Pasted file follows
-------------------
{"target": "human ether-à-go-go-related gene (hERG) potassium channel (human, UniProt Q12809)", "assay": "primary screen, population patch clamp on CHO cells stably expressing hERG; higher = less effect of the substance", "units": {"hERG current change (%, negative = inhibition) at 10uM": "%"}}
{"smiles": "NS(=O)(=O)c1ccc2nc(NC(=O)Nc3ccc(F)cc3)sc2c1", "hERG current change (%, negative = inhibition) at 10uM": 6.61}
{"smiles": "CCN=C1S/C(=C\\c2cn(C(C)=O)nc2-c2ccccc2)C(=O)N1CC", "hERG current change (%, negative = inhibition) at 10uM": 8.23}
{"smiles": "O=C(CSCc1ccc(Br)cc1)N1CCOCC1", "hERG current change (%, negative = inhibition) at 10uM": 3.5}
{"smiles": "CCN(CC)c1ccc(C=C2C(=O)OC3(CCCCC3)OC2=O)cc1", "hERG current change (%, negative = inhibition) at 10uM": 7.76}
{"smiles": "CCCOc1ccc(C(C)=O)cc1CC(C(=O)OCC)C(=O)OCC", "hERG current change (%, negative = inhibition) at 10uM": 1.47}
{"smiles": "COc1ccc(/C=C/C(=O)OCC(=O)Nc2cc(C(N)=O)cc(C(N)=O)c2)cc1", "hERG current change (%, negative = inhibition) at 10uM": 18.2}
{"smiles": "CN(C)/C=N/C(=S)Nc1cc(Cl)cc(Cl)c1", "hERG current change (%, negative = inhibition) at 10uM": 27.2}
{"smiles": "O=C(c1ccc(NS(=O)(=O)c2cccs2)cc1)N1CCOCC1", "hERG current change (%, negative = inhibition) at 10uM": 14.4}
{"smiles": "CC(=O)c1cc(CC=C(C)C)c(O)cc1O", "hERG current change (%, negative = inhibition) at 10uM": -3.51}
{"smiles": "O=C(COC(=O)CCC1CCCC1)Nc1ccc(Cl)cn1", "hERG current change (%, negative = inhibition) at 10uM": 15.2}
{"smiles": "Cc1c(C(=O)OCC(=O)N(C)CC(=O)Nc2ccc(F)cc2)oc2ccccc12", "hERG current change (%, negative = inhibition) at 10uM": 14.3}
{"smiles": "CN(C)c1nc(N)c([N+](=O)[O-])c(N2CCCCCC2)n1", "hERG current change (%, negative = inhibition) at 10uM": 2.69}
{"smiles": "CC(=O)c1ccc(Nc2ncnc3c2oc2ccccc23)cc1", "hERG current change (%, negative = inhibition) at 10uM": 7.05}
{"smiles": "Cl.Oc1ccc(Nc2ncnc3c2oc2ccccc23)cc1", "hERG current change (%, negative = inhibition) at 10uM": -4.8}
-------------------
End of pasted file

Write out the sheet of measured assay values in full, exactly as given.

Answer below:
{"target": "human ether-à-go-go-related gene (hERG) potassium channel (human, UniProt Q12809)", "assay": "primary screen, population patch clamp on CHO cells stably expressing hERG; higher = less effect of the substance", "units": {"hERG current change (%, negative = inhibition) at 10uM": "%"}}
{"smiles": "NS(=O)(=O)c1ccc2nc(NC(=O)Nc3ccc(F)cc3)sc2c1", "hERG current change (%, negative = inhibition) at 10uM": 6.61}
{"smiles": "CCN=C1S/C(=C\\c2cn(C(C)=O)nc2-c2ccccc2)C(=O)N1CC", "hERG current change (%, negative = inhibition) at 10uM": 8.23}
{"smiles": "O=C(CSCc1ccc(Br)cc1)N1CCOCC1", "hERG current change (%, negative = inhibition) at 10uM": 3.5}
{"smiles": "CCN(CC)c1ccc(C=C2C(=O)OC3(CCCCC3)OC2=O)cc1", "hERG current change (%, negative = inhibition) at 10uM": 7.76}
{"smiles": "CCCOc1ccc(C(C)=O)cc1CC(C(=O)OCC)C(=O)OCC", "hERG current change (%, negative = inhibition) at 10uM": 1.47}
{"smiles": "COc1ccc(/C=C/C(=O)OCC(=O)Nc2cc(C(N)=O)cc(C(N)=O)c2)cc1", "hERG current change (%, negative = inhibition) at 10uM": 18.2}
{"smiles": "CN(C)/C=N/C(=S)Nc1cc(Cl)cc(Cl)c1", "hERG current change (%, negative = inhibition) at 10uM": 27.2}
{"smiles": "O=C(c1ccc(NS(=O)(=O)c2cccs2)cc1)N1CCOCC1", "hERG current change (%, negative = inhibition) at 10uM": 14.4}
{"smiles": "CC(=O)c1cc(CC=C(C)C)c(O)cc1O", "hERG current change (%, negative = inhibition) at 10uM": -3.51}
{"smiles": "O=C(COC(=O)CCC1CCCC1)Nc1ccc(Cl)cn1", "hERG current change (%, negative = inhibition) at 10uM": 15.2}
{"smiles": "Cc1c(C(=O)OCC(=O)N(C)CC(=O)Nc2ccc(F)cc2)oc2ccccc12", "hERG current change (%, negative = inhibition) at 10uM": 14.3}
{"smiles": "CN(C)c1nc(N)c([N+](=O)[O-])c(N2CCCCCC2)n1", "hERG current change (%, negative = inhibition) at 10uM": 2.69}
{"smiles": "CC(=O)c1ccc(Nc2ncnc3c2oc2ccccc23)cc1", "hERG current change (%, negative = inhibition) at 10uM": 7.05}
{"smiles": "Cl.Oc1ccc(Nc2ncnc3c2oc2ccccc23)cc1", "hERG current change (%, negative = inhibition) at 10uM": -4.8}